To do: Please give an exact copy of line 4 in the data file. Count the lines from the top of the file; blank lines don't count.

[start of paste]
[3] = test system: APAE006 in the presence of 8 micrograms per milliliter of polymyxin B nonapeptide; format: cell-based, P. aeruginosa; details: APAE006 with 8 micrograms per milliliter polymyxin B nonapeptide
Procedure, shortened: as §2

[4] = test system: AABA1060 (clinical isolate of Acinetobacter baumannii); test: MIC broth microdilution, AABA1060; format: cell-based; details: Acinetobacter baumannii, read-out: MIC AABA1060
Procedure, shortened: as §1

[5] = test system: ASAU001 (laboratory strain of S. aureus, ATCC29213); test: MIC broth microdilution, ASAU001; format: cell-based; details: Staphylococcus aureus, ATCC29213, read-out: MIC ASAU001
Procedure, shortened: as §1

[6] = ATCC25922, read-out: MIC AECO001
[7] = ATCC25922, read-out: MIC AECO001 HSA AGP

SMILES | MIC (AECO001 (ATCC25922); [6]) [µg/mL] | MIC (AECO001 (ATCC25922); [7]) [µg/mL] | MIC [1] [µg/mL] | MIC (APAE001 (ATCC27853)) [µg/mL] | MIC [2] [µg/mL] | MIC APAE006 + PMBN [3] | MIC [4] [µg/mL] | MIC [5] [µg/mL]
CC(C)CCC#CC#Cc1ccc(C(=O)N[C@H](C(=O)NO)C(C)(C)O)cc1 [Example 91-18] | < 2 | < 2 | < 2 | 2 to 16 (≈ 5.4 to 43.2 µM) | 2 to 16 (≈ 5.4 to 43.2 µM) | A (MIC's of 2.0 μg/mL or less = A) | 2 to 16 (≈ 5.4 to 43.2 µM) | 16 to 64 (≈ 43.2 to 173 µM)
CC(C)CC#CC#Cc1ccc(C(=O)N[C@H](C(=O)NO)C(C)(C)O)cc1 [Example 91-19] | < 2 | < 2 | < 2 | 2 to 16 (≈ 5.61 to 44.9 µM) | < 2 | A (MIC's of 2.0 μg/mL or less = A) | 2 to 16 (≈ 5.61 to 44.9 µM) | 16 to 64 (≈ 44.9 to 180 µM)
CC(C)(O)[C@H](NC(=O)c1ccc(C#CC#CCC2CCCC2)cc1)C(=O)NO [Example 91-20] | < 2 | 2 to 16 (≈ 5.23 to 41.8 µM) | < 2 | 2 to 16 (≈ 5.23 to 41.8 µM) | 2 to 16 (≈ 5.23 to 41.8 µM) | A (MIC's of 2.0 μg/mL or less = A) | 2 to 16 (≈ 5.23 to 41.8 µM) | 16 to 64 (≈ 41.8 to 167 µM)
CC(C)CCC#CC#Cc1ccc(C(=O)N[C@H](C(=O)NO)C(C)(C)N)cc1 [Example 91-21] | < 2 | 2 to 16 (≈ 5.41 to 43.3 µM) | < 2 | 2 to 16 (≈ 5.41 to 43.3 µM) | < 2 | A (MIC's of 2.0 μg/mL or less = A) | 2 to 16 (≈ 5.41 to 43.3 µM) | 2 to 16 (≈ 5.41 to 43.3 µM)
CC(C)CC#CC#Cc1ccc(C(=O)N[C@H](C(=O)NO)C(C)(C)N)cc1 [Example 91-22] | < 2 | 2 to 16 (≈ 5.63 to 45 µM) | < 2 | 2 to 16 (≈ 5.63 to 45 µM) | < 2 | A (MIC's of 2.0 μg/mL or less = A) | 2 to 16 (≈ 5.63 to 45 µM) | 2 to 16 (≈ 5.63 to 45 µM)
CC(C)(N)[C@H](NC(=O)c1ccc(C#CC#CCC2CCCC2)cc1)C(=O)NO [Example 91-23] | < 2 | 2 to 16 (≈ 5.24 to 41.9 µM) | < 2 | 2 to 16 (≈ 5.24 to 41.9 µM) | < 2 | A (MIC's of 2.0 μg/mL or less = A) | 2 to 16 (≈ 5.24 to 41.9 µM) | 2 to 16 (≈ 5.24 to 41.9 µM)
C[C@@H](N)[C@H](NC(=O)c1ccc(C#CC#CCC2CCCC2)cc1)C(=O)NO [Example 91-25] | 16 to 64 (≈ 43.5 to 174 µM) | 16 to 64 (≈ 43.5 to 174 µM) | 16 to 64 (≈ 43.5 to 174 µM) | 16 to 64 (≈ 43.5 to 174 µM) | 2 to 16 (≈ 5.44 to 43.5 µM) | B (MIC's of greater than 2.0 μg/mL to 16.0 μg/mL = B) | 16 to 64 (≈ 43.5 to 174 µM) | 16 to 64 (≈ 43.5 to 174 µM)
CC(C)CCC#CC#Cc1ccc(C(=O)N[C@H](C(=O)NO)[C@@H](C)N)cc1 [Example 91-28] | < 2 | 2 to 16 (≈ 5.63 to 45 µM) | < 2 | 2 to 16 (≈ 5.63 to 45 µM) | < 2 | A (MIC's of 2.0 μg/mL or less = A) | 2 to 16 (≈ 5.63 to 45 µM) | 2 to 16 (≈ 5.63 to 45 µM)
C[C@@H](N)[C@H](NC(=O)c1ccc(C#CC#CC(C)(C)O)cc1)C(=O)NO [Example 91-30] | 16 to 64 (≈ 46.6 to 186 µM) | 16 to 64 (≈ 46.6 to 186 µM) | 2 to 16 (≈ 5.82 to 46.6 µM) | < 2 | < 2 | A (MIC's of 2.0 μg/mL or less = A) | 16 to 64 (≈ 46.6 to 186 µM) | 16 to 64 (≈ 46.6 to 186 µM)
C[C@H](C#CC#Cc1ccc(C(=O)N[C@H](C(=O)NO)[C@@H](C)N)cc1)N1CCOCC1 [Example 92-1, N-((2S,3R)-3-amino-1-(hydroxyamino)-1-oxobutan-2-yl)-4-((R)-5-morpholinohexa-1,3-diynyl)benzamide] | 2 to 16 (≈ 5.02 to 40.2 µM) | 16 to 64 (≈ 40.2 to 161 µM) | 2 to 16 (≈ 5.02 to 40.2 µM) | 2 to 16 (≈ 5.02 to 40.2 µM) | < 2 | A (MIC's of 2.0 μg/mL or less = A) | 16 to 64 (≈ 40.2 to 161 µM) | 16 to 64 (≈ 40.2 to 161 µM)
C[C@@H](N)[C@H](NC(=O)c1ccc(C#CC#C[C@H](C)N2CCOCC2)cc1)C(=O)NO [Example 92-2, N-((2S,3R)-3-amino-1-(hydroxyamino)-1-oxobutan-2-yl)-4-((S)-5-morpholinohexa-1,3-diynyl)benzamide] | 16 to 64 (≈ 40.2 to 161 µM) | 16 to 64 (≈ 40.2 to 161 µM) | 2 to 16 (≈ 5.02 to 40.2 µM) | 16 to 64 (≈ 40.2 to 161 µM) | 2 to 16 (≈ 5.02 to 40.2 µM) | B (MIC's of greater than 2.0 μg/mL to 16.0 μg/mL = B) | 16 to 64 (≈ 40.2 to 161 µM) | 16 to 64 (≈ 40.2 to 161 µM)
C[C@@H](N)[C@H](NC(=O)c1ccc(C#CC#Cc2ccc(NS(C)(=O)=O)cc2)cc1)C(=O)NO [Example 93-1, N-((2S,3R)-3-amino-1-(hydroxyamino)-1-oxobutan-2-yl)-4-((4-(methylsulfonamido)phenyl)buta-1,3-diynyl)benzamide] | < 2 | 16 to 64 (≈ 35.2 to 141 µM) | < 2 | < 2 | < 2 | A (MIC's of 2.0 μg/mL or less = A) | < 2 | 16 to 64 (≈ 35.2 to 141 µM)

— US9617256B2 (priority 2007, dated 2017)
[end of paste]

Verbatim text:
Procedure, shortened: as §1